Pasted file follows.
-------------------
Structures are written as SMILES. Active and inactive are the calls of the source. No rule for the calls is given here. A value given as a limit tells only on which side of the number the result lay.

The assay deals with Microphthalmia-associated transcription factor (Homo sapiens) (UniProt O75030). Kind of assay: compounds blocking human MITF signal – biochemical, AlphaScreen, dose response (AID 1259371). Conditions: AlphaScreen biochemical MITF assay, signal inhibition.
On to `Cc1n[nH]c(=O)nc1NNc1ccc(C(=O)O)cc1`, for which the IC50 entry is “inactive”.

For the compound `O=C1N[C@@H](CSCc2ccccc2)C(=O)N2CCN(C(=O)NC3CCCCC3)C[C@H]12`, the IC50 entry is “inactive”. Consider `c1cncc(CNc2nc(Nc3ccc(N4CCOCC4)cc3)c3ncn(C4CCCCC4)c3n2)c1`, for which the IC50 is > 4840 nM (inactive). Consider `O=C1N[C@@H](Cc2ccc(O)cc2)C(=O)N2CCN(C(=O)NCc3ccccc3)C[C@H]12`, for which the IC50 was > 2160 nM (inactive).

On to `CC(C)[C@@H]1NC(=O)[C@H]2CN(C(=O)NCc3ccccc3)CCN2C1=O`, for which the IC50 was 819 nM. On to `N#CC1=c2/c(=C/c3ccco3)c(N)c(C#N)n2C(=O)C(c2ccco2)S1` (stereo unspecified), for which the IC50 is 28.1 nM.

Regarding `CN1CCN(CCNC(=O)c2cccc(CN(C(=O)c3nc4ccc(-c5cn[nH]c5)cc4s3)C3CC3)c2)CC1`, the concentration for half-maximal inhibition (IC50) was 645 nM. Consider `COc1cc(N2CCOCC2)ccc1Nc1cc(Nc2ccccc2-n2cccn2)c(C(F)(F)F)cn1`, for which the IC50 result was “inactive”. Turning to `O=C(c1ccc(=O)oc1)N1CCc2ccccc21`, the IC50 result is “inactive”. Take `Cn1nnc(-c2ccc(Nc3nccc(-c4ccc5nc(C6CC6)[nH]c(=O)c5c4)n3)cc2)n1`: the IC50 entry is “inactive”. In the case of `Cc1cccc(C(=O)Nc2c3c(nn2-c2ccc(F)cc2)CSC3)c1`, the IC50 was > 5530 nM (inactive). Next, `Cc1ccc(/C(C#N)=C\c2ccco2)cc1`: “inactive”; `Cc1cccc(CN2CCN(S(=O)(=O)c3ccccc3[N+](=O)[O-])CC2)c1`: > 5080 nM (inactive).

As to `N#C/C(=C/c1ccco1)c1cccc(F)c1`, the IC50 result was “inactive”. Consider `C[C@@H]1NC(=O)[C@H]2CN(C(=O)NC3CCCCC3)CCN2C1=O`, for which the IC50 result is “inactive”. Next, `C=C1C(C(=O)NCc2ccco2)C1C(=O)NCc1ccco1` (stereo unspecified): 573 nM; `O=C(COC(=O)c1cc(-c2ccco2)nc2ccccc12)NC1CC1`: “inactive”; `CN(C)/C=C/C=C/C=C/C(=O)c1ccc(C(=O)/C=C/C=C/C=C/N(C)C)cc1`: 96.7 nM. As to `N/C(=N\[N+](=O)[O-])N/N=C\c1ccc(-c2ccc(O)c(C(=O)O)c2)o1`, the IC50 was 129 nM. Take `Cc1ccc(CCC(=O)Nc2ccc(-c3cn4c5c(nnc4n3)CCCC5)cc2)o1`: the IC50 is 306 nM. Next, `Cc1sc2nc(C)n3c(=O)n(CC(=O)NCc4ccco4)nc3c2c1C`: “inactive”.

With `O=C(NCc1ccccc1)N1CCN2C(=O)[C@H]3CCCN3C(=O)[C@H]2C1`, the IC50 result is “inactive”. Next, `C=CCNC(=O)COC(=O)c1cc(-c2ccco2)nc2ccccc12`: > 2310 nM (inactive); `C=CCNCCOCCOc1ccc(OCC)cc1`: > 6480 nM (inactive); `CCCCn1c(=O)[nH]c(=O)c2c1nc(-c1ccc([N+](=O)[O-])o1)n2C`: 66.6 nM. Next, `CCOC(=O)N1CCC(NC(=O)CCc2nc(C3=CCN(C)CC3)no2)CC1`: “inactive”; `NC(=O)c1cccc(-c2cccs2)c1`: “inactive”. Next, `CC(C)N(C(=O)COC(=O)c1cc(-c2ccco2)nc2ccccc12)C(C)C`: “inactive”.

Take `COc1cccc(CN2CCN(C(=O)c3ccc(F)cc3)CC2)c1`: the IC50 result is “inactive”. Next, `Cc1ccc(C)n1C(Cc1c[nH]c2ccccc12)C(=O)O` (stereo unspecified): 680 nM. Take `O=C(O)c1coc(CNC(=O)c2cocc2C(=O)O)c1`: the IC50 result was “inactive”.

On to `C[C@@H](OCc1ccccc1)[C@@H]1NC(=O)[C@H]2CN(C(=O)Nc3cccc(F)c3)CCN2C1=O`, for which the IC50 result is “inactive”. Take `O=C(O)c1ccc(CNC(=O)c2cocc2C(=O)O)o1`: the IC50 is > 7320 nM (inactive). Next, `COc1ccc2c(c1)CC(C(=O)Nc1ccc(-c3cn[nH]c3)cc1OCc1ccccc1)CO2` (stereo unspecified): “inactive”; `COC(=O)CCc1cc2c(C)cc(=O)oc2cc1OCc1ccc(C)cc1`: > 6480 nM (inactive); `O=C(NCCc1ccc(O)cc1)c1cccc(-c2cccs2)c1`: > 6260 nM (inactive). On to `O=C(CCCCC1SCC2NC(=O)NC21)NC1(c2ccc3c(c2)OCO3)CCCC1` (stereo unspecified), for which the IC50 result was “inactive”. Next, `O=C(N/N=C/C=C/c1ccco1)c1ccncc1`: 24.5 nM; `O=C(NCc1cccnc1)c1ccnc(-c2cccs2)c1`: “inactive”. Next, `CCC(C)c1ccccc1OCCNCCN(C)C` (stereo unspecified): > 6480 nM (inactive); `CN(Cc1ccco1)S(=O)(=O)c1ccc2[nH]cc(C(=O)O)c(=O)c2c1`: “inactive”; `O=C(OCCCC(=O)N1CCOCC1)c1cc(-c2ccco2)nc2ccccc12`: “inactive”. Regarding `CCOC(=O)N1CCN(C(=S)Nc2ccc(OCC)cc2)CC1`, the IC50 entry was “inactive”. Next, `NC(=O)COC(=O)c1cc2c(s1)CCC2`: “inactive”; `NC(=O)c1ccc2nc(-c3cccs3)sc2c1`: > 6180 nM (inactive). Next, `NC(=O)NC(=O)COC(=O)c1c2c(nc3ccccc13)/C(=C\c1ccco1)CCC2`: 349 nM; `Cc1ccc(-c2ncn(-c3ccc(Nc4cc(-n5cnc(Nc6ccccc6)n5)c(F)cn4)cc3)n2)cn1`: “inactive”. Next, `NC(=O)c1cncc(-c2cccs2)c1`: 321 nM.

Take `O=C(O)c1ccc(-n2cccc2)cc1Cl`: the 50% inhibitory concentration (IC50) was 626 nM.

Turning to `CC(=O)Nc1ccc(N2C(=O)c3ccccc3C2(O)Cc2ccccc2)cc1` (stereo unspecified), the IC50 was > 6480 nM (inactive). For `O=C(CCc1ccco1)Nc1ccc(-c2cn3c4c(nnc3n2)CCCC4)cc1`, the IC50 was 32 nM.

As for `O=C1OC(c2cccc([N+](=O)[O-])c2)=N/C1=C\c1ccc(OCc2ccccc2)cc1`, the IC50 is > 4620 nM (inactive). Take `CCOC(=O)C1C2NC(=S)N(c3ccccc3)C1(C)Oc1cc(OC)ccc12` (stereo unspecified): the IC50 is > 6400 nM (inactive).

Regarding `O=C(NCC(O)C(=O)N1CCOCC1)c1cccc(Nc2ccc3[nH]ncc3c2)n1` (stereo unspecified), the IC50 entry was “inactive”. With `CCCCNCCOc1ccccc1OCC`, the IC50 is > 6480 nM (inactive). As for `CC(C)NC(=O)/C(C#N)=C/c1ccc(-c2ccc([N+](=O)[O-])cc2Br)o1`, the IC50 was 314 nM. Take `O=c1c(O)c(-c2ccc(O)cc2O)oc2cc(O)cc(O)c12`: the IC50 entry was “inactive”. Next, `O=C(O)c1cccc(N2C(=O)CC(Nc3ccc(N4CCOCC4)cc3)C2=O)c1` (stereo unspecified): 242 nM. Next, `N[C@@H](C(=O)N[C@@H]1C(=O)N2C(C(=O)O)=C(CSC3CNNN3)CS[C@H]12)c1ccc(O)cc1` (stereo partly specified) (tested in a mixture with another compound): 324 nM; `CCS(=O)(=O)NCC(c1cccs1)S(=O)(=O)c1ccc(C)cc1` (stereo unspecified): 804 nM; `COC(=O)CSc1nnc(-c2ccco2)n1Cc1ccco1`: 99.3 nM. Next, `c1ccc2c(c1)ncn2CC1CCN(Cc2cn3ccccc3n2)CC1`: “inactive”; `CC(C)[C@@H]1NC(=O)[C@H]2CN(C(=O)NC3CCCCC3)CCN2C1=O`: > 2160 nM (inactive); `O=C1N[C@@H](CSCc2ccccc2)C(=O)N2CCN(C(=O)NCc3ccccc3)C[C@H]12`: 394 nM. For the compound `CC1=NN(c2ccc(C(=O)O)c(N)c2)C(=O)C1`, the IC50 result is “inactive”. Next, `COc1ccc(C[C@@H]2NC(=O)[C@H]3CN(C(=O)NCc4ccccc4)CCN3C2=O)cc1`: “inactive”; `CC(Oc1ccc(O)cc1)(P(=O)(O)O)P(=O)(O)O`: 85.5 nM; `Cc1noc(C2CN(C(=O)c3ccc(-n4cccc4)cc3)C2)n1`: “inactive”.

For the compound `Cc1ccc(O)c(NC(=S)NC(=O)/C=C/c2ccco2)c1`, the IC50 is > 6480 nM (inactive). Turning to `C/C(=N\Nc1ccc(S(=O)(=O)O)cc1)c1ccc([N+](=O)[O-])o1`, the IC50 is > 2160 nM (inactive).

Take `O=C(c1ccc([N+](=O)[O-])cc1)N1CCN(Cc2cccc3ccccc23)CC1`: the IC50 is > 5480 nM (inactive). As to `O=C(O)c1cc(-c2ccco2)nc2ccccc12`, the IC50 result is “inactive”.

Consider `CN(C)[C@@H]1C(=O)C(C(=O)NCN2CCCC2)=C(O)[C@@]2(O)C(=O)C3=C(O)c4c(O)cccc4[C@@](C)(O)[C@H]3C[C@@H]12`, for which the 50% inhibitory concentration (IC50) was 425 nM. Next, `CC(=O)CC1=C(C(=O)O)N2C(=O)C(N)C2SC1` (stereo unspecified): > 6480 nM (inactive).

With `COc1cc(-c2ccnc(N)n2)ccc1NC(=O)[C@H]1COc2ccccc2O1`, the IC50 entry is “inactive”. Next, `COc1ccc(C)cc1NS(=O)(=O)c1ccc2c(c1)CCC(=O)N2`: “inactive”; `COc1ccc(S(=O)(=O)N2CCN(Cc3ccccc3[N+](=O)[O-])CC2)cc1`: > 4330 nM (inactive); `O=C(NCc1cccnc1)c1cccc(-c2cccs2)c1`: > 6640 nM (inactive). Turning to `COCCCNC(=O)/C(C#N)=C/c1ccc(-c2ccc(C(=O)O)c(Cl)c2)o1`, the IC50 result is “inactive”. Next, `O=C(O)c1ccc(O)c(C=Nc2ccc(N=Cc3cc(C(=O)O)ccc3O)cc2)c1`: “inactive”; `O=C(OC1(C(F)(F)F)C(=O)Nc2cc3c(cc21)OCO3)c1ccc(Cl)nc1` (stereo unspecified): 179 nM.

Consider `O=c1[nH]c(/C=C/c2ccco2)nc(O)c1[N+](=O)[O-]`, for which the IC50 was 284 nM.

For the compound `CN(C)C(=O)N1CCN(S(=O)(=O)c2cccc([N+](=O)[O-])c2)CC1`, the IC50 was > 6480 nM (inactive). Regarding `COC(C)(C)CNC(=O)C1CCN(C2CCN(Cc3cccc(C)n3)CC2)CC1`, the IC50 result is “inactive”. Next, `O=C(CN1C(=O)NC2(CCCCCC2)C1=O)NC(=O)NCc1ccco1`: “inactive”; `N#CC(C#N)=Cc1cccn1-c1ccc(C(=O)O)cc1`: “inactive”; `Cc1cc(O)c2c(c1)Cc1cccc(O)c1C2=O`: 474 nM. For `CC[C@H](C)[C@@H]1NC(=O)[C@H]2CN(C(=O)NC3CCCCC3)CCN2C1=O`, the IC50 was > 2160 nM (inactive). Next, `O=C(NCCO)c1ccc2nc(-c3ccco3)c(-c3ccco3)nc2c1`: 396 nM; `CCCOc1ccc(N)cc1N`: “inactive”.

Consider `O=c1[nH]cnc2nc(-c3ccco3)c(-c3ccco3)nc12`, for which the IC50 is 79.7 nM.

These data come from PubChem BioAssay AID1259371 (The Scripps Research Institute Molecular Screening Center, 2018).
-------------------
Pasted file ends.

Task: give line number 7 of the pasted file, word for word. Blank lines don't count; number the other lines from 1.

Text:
As to `N#C/C(=C/c1ccco1)c1cccc(F)c1`, the IC50 result was “inactive”. Consider `C[C@@H]1NC(=O)[C@H]2CN(C(=O)NC3CCCCC3)CCN2C1=O`, for which the IC50 result is “inactive”. Next, `C=C1C(C(=O)NCc2ccco2)C1C(=O)NCc1ccco1` (stereo unspecified): 573 nM; `O=C(COC(=O)c1cc(-c2ccco2)nc2ccccc12)NC1CC1`: “inactive”; `CN(C)/C=C/C=C/C=C/C(=O)c1ccc(C(=O)/C=C/C=C/C=C/N(C)C)cc1`: 96.7 nM. As to `N/C(=N\[N+](=O)[O-])N/N=C\c1ccc(-c2ccc(O)c(C(=O)O)c2)o1`, the IC50 was 129 nM. Take `Cc1ccc(CCC(=O)Nc2ccc(-c3cn4c5c(nnc4n3)CCCC5)cc2)o1`: the IC50 is 306 nM. Next, `Cc1sc2nc(C)n3c(=O)n(CC(=O)NCc4ccco4)nc3c2c1C`: “inactive”.